WASHINGTON — A public land advocacy group sued the Bureau of Land Management on Thursday to make public documents on the agency’s handling of the armed standoff with Southern Nevada rancher Cliven Bundy.
The suit was filed by Public Employees for Environmental Responsibility, which said its requests for Bundy-related information filed under the Freedom of Information Act have been ignored.
PEER said it also has been unable to obtain the BLM’s accounting of threats and attacks against employees in 2013, after the agency previously released its tabulations annually since 1996.
Advocates said there is growing concern for the safety of federal land workers in a strained atmosphere illustrated by the tense April standoff between authorities and armed protesters in Bunkerville, and reported threats against government agents elsewhere in the region.
“Parts of the Sagebrush West are beginning to resemble Eastern Ukraine,” said PEER Executive Director Jeff Ruch, noting that BLM secretiveness is fueling conspiracy theories on the range.
“To tamp down the rumor mill fueling these high-profile incidents, the BLM should be communicating more with the public, not less,” Ruch said.
The complaint filed in the U.S. District Court in Washington, D.C., seeks documents related to the BLM’s April 12 decision to halt the roundup of Bundy cattle in the Gold Butte area 80 miles northeast of Las Vegas.
The BLM called off the exercise and allowed cattle to be returned to Bundy after its wranglers and Clark County sheriff’s deputies were confronted by armed Bundy supporters belonging to militias and protest groups.
The agency was enforcing a court judgment that found the cattle to be trespassing on federal land, the latest finding in a long dispute between Bundy and the government over grazing rights.
The Las Vegas Review-Journal has similarly been unable to obtain information on the roundup from the BLM.
Review-Journal General Counsel Mark Hinueber said the newspaper is reviewing its options after the BLM rejected as too vague an April 13 Freedom of Information Act request seeking emails from key officials involved with the roundup of Bundy’s cattle.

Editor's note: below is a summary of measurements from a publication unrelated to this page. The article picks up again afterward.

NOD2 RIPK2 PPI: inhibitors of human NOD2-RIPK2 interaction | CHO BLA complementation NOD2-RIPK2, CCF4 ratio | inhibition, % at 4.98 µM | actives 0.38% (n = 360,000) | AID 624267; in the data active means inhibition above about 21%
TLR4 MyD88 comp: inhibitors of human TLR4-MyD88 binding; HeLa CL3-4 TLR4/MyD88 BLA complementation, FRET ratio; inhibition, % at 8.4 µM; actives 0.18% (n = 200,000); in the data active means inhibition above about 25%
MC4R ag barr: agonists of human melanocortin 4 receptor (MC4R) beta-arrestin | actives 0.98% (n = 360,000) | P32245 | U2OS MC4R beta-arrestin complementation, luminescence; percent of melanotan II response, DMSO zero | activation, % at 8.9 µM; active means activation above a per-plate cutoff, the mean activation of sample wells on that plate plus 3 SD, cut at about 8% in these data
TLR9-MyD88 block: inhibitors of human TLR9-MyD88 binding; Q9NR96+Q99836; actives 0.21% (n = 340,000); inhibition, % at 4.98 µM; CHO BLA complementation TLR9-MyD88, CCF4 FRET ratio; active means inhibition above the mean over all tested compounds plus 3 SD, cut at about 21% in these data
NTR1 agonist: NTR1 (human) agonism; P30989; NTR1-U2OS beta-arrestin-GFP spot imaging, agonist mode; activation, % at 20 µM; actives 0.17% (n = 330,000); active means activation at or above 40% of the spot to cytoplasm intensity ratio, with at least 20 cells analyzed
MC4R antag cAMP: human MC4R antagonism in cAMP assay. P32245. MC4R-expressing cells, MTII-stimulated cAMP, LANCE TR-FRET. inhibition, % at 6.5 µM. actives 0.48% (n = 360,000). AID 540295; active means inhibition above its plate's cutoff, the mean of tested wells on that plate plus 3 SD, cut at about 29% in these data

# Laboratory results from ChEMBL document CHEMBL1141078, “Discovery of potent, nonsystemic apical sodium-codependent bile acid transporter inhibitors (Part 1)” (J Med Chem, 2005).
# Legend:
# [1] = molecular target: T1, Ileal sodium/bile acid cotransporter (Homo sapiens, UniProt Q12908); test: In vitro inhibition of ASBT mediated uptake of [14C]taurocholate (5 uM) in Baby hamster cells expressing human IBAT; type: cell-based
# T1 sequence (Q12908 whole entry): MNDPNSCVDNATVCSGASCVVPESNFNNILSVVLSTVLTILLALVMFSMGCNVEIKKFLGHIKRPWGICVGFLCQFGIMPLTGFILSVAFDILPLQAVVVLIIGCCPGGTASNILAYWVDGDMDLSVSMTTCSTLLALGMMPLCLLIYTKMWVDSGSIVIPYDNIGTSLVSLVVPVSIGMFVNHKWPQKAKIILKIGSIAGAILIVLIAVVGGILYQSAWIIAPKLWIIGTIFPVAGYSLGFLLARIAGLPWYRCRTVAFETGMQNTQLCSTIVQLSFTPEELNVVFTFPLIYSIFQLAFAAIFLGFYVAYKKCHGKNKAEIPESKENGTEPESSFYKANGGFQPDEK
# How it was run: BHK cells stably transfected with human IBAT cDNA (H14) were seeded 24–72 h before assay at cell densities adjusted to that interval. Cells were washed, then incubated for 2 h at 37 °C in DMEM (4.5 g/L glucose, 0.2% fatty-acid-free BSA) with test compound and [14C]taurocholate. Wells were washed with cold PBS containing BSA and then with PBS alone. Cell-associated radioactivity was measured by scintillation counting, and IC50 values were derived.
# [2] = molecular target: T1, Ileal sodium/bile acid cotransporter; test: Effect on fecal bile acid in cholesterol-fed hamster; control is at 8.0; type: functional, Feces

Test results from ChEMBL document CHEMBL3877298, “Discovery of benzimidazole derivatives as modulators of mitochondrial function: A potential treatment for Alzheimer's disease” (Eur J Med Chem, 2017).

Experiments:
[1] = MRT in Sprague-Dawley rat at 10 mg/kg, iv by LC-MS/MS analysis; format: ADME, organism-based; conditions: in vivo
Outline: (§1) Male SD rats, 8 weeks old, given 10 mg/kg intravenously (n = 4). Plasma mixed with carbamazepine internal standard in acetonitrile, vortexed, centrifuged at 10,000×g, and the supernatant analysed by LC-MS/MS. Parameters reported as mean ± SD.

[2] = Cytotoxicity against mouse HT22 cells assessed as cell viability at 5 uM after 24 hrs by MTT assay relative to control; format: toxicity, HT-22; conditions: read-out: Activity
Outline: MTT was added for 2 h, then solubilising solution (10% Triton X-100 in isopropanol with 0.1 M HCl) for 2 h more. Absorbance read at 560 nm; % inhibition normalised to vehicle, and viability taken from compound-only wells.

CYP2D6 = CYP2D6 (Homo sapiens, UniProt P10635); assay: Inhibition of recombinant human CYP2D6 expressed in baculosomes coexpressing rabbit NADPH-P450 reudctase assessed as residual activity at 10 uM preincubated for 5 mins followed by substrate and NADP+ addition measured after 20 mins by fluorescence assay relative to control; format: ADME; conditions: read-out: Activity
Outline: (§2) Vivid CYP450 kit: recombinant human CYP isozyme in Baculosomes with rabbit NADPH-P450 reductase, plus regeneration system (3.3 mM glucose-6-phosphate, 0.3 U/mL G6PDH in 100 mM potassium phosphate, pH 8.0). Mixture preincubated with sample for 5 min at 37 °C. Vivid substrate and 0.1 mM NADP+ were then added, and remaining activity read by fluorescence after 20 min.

“Because of the broad and general nature of your request, we are unable to identify which records are being sought,” wrote an unnamed BLM records-request specialist in a May 9 “clarification” letter to the Review-Journal.
The FOIA request submitted the day after the standoff that spurred release of Bundy’s cattle sought emails pertaining to the roundup events from April 1 through April 13 that contained the names of various federal and state officials as well as Clark County Sheriff Doug Gillespie.
The Review-Journal filed another FOIA request on April 13 seeking copies of BLM expense records including those for the helicopter roundup and aerial surveys of cattle in the Gold Butte area. The BLM has not yet provided those records.
Besides documents that might shed light on the decision to call off the roundup and return Bundy cattle, the PEER lawsuit seeks to learn how many criminal referrals the BLM made to the Department of Justice arising from the confrontation.
In an interview on National Public Radio in May, BLM Director Neil Kornze said lawbreakers would be “held accountable.”
Kornze said the agency, unable to carry out the roundup, planned to act through the courts to enforce the court directive. There has been no sign of BLM activity on the matter.
PEER also wants to know whether BLM advised managers on how to handle similar incidents, in which they are confronted with armed resistance when they carry out lawful orders, and if BLM employees have been cautioned about their personal safety.
Several weeks after the Bundy standoff, two motorists flashed a gun and made a threatening hand sign at a federal wrangler driving along a highway in Utah, the Salt Lake Tribune reported. The threat prompted BLM workers to strip the agency logos from their vehicles. The agency also has directed employees to stop wearing uniforms 0r insignia and advises against traveling alone, according to PEER.
BLM spokeswoman Celia Boddington said the agency could not comment on the lawsuit, and referred questions about it to the Justice Department.
“However we are working within the legal system to ensure that those who broke the law are held accountable; the safety of government employees continues to be our top priority.”
Review-Journal writer Keith Rogers contributed to this report. Contact Stephens Washington Bureau Chief Steve Tetreault at STetreault@stephensmedia.com or 202-783-1760. Find him on Twitter: @STetreaultDC.